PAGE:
Hypochlorhydria Abstracts 4

© 2011

Diagnosis and differential diagnosis of hypergastrinemia

            (Arnold 2007) Download

The most frequent conditions of hypergastrinemia in man are the Zollinger-Ellison syndrome with autonomous gastrin hypersecretion by the tumour cell and reactive hypergastrinemia in type A autoimmune chronic atrophic gastritis with achlorhydria causing unrestrained gastrin release from the gastrin-producing antral G-cells. Both entities differ with respect to the pH in the gastric fluid, which is < 2 in patients with Zollinger-Ellison syndrome and neutral in type A gastritis. Other conditions with moderate hypergastrinemia as treatment with proton pump inhibitors, gastric outlet obstruction, previous vagotomy, chronic renal failure or short bowel syndrome are of minor clinical importance.

Rebound acid hypersecretion after long-term inhibition of gastric acid secretion

            (Fossmark, Johnsen et al. 2005) Download

BACKGROUND: Rebound acid hypersecretion develops after the use of acid inhibitors. AIM: To estimate the duration of hypersecretion and to elucidate the role of the enterochromaffin-like (ECL) cell in rebound acid hypersecretion. METHODS: Patients waiting for anti-reflux surgery who had used a proton pump inhibitor daily > 1 year were included. All patients discontinued taking acid inhibiting drugs after the operation. Basal and pentagastrin stimulated acid output was measured at 4, 8, 16 and 26 weeks postoperatively. Oxyntic mucosal biopsies were collected before and 26 weeks after the operation for counting of histidine decarboxylase (HDC) immunoreactive cells. Serum chromogranin A (CgA) and gastrin were measured before and at 4, 8, 16 and 26 weeks after the operation. RESULTS: Pentagastrin stimulated acid secretion was higher at 4 and 8 weeks than at 26 weeks after the operation. Gastrin and CgA were significantly reduced at 4 and 8 weeks, respectively. The number of HDC immunoreactive cells was reduced by 60% at 26 weeks postoperative. DISCUSSION: Rebound acid hypersecretion lasts more than 8 weeks, but less than 26 weeks after long-term proton pump inhibition. CONCLUSION: The findings indicate that not only the parietal cell mass, but also ECL cell mass and activity are involved in the mechanism of acid hypersecretion.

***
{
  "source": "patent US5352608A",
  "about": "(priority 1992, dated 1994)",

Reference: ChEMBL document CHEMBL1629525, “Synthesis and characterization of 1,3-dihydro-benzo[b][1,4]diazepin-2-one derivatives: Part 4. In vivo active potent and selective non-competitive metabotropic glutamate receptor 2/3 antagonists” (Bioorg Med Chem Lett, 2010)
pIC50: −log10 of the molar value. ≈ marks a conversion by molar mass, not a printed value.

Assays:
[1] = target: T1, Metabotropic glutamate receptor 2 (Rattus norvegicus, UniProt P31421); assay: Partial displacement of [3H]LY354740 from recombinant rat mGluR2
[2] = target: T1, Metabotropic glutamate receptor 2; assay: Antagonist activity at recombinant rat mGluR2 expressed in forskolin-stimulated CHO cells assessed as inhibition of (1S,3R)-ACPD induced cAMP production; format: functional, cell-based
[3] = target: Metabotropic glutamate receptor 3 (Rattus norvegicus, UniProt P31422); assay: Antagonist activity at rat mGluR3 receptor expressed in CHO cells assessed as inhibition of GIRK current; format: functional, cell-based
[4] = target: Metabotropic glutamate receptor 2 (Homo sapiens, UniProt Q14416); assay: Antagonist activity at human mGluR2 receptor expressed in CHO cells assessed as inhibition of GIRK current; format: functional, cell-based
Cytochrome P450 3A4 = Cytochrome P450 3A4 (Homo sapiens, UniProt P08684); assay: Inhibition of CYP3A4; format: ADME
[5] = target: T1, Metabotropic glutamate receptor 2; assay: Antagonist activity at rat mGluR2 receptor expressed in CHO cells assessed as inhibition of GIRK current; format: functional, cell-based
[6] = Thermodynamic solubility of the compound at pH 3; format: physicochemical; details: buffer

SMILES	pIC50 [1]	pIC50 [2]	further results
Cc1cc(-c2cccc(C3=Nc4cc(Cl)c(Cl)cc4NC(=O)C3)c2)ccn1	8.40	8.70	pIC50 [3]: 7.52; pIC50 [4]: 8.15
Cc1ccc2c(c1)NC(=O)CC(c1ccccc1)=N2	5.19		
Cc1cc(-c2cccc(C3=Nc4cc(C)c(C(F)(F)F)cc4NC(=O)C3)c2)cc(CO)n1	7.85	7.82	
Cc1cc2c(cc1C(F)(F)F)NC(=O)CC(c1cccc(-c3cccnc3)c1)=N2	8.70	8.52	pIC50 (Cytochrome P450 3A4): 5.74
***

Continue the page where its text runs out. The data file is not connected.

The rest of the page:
Reducing Carcinogenic Acetaldehyde Exposure in the Achlorhydric Stomach With Cysteine

            (Linderborg, Marvola et al. 2010) Download

Background: Acetaldehyde, associated with alcohol consumption, has recently been classified as a group 1 carcinogen in humans. Achlorhydric atrophic gastritis is a well-known risk factor for gastric cancer. Achlorhydria leads to microbial colonization of the stomach. Several of these microbes are able to produce significant amounts of acetaldehyde by oxidation from alcohol. Acetaldehyde can be eliminated from saliva after alcohol intake and during smoking with a semi-essential amino acid, l-cysteine. The aim of this study was to determine whether cysteine can be used to bind acetaldehyde in the achlorhydric stomach after ethanol ingestion. Methods: Seven volunteers with achlorhydric atrophic gastritis were given either slow-release l-cysteine or placebo capsules in a double-blinded randomized trial. Volunteers served as their own controls. A naso-gastric tube was inserted to each volunteer. The volunteers ingested placebo or 200 mg of l-cysteine capsules, and ethanol 0.3 g/kg body weight (15 vol%) was infused intragastrically through a naso-gastric tube. Five-milliliter samples of gastric contents were aspirated at 5-minute intervals. Results: During the follow-up period, the mean acetaldehyde level of gastric juice was 2.6 times higher with placebo than with l-cysteine (13 vs. 4.7 muM, p < 0.05, n = 7). Conclusions: l-cysteine can be used to decrease acetaldehyde concentration in the achlorhydric stomach during alcohol exposure. Intervention studies with l-cysteine are needed on reducing acetaldehyde exposure in this important risk group for gastric cancer.

The art of measuring gastrin in plasma: a dwindling diagnostic discipline?

            (Rehfeld 2008) Download